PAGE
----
Editions:  Austria · Denmark · France · Germany · Italy · Norway · Spain · Sweden · Switzerland

Germany to hike food aid by €10 million

Share this article

Germany to hike food aid by €10 million
Photo: DPA
12:11 CEST+02:00
German Development Minister Heidemarie Wieczorek-Zeul has announced Berlin will contribute an extra €10 million to the World Food Programme to stave off a looming crisis in developing nations.

"Normally we finance the program with €23 million, and we made an additional €3 million available in March, to which we're now adding another €10 million," she told German daily Berliner Zeitung on Tuesday.

The growing food problems must be addressed by both the international donors and the countries that have been effected by food shortages and price increases, Wieczorek-Zeul went on. "This crisis should be a motivation to finally dispose of agricultural export subsidies. They are a hindrance and disincentive for farmers in developing nations," she told the paper.

But German Finance Minister Peer Steinbrück has rejected Wieczorek-Zeul's budget plans, to which she indirectly commented that such a rejection was against the values of his own party, the centre-left Social Democrats (SPD) and measures against the food crisis and climate change must be a budget priority.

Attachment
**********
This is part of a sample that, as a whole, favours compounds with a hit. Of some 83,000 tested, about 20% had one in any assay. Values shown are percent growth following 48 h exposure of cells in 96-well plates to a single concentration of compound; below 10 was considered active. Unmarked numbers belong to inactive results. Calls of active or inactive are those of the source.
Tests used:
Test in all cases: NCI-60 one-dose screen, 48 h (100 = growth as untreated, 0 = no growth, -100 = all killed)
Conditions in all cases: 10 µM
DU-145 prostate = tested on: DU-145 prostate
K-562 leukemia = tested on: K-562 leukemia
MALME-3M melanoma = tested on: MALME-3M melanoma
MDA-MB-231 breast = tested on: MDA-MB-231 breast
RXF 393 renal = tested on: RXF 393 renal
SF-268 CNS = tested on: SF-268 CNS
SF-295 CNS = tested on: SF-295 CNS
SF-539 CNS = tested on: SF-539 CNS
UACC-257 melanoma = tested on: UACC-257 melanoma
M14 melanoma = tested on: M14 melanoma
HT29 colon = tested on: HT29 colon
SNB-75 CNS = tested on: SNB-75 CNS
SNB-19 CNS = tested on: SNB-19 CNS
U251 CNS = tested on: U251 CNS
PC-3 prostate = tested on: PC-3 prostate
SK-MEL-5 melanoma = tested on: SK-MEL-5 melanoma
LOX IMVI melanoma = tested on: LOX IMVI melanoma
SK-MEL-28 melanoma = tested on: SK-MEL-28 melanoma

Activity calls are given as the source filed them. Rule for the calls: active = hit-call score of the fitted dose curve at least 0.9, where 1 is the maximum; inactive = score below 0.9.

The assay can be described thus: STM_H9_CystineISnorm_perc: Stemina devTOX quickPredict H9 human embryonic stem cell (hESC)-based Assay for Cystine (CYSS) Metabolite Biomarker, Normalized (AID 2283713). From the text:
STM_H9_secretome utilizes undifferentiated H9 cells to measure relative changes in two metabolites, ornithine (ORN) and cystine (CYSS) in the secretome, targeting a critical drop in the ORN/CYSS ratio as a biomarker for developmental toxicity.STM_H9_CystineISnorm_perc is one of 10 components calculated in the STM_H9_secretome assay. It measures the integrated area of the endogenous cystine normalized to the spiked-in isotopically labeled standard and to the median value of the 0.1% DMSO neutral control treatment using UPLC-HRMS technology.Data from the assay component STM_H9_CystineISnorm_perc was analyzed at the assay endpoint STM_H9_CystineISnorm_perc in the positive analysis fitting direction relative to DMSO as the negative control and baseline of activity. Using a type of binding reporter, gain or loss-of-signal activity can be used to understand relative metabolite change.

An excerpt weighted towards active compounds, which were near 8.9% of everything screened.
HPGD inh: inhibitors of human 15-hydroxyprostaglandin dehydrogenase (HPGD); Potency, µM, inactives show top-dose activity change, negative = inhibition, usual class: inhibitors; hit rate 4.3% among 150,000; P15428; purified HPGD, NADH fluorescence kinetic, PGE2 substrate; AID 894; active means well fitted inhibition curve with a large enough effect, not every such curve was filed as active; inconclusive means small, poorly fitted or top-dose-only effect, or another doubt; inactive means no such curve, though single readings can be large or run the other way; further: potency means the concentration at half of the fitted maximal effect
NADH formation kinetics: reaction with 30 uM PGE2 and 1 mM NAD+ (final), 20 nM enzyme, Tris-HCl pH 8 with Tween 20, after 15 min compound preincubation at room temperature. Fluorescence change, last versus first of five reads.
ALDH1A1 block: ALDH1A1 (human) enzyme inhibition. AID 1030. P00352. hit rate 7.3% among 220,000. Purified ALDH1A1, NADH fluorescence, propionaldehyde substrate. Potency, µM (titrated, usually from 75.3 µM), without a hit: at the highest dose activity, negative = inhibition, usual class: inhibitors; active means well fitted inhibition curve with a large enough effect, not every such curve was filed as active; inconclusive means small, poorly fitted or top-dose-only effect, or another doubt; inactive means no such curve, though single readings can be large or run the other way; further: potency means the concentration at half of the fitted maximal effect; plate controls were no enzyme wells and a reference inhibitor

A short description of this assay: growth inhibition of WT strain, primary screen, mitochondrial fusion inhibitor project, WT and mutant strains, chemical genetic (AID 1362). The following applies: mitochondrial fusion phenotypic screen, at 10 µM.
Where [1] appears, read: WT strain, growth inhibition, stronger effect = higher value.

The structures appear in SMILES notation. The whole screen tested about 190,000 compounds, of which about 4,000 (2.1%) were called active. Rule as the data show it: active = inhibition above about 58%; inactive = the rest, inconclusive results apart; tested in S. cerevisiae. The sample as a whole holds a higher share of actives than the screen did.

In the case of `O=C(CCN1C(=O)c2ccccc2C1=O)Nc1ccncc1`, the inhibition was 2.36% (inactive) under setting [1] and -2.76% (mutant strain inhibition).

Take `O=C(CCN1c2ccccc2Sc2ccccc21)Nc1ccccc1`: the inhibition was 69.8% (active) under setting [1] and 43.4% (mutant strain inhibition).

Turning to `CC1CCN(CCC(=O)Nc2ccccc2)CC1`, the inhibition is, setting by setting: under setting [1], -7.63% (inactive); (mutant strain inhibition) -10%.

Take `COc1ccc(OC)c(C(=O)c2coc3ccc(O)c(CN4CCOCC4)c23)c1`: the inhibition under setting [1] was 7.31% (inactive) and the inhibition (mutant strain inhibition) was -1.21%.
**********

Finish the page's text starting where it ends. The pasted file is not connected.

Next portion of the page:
"If that's not done, it will have social and security policy consequences. Either we finance preventative measures or we must later pay billions to cover damages," she said.

Wieczorek-Zeul also told the paper that it's important to see how the issue relates to other government budget needs since development aid accounts for 1.5 percent of Germany's budget: "Some people might ask, 'They bailed out the big companies with €5 billion, so why won't they spend €700 million to fight poverty and hunger?'"

Get notified about breaking news on The Local

Share this article

From our sponsors

Change the world with a master's degree from Sweden's Linköping University

Master's students at world-leading Linköping University (LiU) aren't there simply to study. They solve real-world problems alongside experts in fields that can create a better tomorrow. Do you have what it takes to join them?

Advertisement